The Bachelor Vietnam Reformats An Iconic Formula
The world is no stranger to the iconic reality dating show The Bachelor. Since it first debuted on America’s screens on 25th March 2002, over 1000 episodes of the show have been aired in 30 countries across the globe. This year, with the help of Multimedia JSC and Big Cat Entertainment, the reality television series has landed in Vietnam and is set to air on HTV7.
Executive producers Don Le from Fusion3Media and Tran Tien Anh of Happy Canvas Films are the ones bringing the show to Vietnam, but not without adding their own touches to the seminal series. Unlike its American counterpart, The Bachelor Vietnam won’t be about women fighting for the heart of a prince charming, it’s about giving modern-day women the freedom to choose for themselves. Considering the show’s global success we felt it was time to sit down with the brains behind the operation to see how they’re going to tailor-make the show for their Vietnamese audience.
Why remake The Bachelor in Vietnam?
Tran: We carefully choose which projects to bring to Vietnam and the The Bachelor seemed a perfect fit. Firstly, it’s one of the most iconic TV series in American history. Secondly, it’s unlike most reality shows because it’s driven by unique and interesting characters thrown together in a high-stakes situation—finding true love.
Don: The average age of The Bachelor’s viewers in America is 18 to 32. Over 65% of Vietnamese people are under the age of 34, so it also seemed to fit our demographic perfectly.
Take us through the process of securing the copyright for The Bachelor Vietnam from Warner Bros.
Don: It was late 2016 when we started talks with Warner Bros. Teddy Zee, who we knew from LA, and who produced films like “The Pursuit of Happiness” and “Hitch”, helped connect us.
Tran: Proving to Warner Bros. that we could execute was the hard part. That meant Don needed to come to Vietnam to assemble a team and get everything off the ground. Working with Multimedia was a no-brainer. Their CEO Trang Le is a badass—she gets things done. Multimedia is responsible for “Project Runway,” “Vietnam International Fashion Week,” and eight seasons of “Next Top Model.” They know how to localize a series, and that’s what Warner Bros. needed to be sure of.
What problems have you experienced producing the show in a country like Vietnam?
Don: Figuring out what The Bachelor Vietnam would be like, and how it would differ from its Asian counterparts was a challenge. To do that successfully meant we had to be sensitive to Vietnamese culture. Throughout the process we discovered our version is really about women making their own choices, not 25 contestants all fighting for the attention of some rich guy. If we tried to replicate the American version it would never pass—it’s too salacious. There’s kissing, blurred out nudity, and even a “privacy suite,” and that doesn’t align with Vietnam’s values.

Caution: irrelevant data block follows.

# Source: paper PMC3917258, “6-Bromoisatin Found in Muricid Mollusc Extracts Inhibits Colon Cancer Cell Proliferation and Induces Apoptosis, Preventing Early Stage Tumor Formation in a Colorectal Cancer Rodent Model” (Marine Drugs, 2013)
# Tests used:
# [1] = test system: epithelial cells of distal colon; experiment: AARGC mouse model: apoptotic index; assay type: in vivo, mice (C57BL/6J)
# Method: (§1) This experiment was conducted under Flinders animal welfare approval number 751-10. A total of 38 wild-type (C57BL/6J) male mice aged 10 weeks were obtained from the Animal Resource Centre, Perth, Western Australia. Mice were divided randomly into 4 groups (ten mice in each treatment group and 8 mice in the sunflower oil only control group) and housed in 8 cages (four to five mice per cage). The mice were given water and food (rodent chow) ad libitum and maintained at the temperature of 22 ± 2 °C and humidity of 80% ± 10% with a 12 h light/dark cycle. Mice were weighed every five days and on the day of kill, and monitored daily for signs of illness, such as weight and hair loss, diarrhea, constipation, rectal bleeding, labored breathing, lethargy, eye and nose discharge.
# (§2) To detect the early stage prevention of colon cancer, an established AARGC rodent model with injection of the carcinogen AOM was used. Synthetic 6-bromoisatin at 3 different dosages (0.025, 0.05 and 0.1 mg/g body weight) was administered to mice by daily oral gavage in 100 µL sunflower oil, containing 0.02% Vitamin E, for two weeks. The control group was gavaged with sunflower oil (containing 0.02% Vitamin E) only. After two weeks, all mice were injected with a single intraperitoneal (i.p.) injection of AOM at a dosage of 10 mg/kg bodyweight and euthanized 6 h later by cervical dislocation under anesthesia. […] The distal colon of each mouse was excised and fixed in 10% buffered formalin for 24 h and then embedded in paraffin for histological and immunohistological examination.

Tran: Vietnam is a country that maintains a traditional family model. Although times are changing quickly. The Bachelor Vietnam is going to embrace traditional values while mirroring Vietnam’s modern dating scene. The Japanese version, for example, was about tears and smiles, but ours is about empowering women and building on that feeling of victory. We want to prove that women do have the chance to “say no.” It’s not the women trying to prove themselves here, it’s the man.
Who will feature on the show? How did you choose the participants?
Don: Most countries opt for a young millionaire to be the bachelor. We prefer a man that’s a bit older, between 27 and 40—someone that’s more mature and ready to settle down. We’re not looking for your typical prince charming. We want CEOs of startups and up-and-comers. We call him “The unicorn.” The goal for The Bachelor Vietnam is to find a relatable guy from humble beginnings. Think of him as a “real” or “attainable prince charming.”
Tran: In fact, now women hold positions of power in Vietnamese society. Vinamilk pulled in over US $2 billion in 2017 and is ran by a female CEO, Mai Kieu Lien. Nguyen Thi Phuong Thao, the president and CEO of Vietjet was listed as one of The World’s 100 Most Powerful Women by Forbes. Linh Thai is a director of VinaCapital and also appeared on the popular television series Shark Tank. These women are powerful and they are shaping Vietnam’s future.
Why has The Bachelor been around for so long? Is there a “secret formula”?
Don: Dating shows have been around forever. The Bachelor, in particular, has endured because of its format. Although the “formula” is pretty straightforward, it works. First, the women are introduced, everyone gets to know each other, sometimes drama ensues, and then, hopefully, love is found at the end. Although this way of getting to know your potential husband or wife is relatable, it isn’t enough. For The Bachelor Vietnam, we’ll make the final four women meet the bachelor’s family, and vice versa. This is a key component in Vietnamese dating culture and a simple way to help the show fit Vietnam’s family-oriented society.
How will you measure the success of The Bachelor Vietnam?
Tran: The obvious way to measure success is by the ratings. A company like Warner Bros. expect us to be one of the top two most viewed shows on Vietnamese television.
Tran: We really believe this series has potential to be one of the highest rated shows in the history of Vietnam. Lucky for us, we have so much data to work with. We just have to get out there and execute. If we succeed in the first season…then we’re off to season two.